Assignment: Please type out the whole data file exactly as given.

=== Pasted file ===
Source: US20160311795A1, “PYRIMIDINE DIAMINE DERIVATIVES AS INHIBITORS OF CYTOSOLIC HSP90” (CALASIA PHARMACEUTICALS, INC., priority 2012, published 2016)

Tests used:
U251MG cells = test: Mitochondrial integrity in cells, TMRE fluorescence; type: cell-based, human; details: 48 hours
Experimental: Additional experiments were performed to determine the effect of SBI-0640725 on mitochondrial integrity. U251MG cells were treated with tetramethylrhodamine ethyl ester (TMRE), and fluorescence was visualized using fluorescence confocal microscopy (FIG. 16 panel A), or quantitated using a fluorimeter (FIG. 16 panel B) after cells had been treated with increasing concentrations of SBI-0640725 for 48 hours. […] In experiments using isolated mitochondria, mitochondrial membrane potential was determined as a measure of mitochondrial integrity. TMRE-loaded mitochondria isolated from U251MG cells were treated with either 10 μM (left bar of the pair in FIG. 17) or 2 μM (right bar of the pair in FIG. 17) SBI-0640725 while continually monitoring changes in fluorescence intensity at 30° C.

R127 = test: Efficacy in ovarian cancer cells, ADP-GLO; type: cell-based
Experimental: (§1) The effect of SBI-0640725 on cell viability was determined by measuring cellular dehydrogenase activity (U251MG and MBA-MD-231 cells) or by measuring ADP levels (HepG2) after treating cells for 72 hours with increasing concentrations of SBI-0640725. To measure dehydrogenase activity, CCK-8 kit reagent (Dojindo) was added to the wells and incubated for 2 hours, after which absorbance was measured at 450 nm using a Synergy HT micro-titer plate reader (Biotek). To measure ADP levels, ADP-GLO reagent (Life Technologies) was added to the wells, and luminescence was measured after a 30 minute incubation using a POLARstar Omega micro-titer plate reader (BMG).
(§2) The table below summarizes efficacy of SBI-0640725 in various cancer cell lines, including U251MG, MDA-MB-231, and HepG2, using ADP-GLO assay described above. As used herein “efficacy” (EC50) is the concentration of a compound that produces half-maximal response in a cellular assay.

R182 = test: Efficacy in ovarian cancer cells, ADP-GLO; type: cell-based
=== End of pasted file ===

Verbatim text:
Source: US20160311795A1, “PYRIMIDINE DIAMINE DERIVATIVES AS INHIBITORS OF CYTOSOLIC HSP90” (CALASIA PHARMACEUTICALS, INC., priority 2012, published 2016)

Tests used:
U251MG cells = test: Mitochondrial integrity in cells, TMRE fluorescence; type: cell-based, human; details: 48 hours
Experimental: Additional experiments were performed to determine the effect of SBI-0640725 on mitochondrial integrity. U251MG cells were treated with tetramethylrhodamine ethyl ester (TMRE), and fluorescence was visualized using fluorescence confocal microscopy (FIG. 16 panel A), or quantitated using a fluorimeter (FIG. 16 panel B) after cells had been treated with increasing concentrations of SBI-0640725 for 48 hours. […] In experiments using isolated mitochondria, mitochondrial membrane potential was determined as a measure of mitochondrial integrity. TMRE-loaded mitochondria isolated from U251MG cells were treated with either 10 μM (left bar of the pair in FIG. 17) or 2 μM (right bar of the pair in FIG. 17) SBI-0640725 while continually monitoring changes in fluorescence intensity at 30° C.

R127 = test: Efficacy in ovarian cancer cells, ADP-GLO; type: cell-based
Experimental: (§1) The effect of SBI-0640725 on cell viability was determined by measuring cellular dehydrogenase activity (U251MG and MBA-MD-231 cells) or by measuring ADP levels (HepG2) after treating cells for 72 hours with increasing concentrations of SBI-0640725. To measure dehydrogenase activity, CCK-8 kit reagent (Dojindo) was added to the wells and incubated for 2 hours, after which absorbance was measured at 450 nm using a Synergy HT micro-titer plate reader (Biotek). To measure ADP levels, ADP-GLO reagent (Life Technologies) was added to the wells, and luminescence was measured after a 30 minute incubation using a POLARstar Omega micro-titer plate reader (BMG).
(§2) The table below summarizes efficacy of SBI-0640725 in various cancer cell lines, including U251MG, MDA-MB-231, and HepG2, using ADP-GLO assay described above. As used herein “efficacy” (EC50) is the concentration of a compound that produces half-maximal response in a cellular assay.

R182 = test: Efficacy in ovarian cancer cells, ADP-GLO; type: cell-based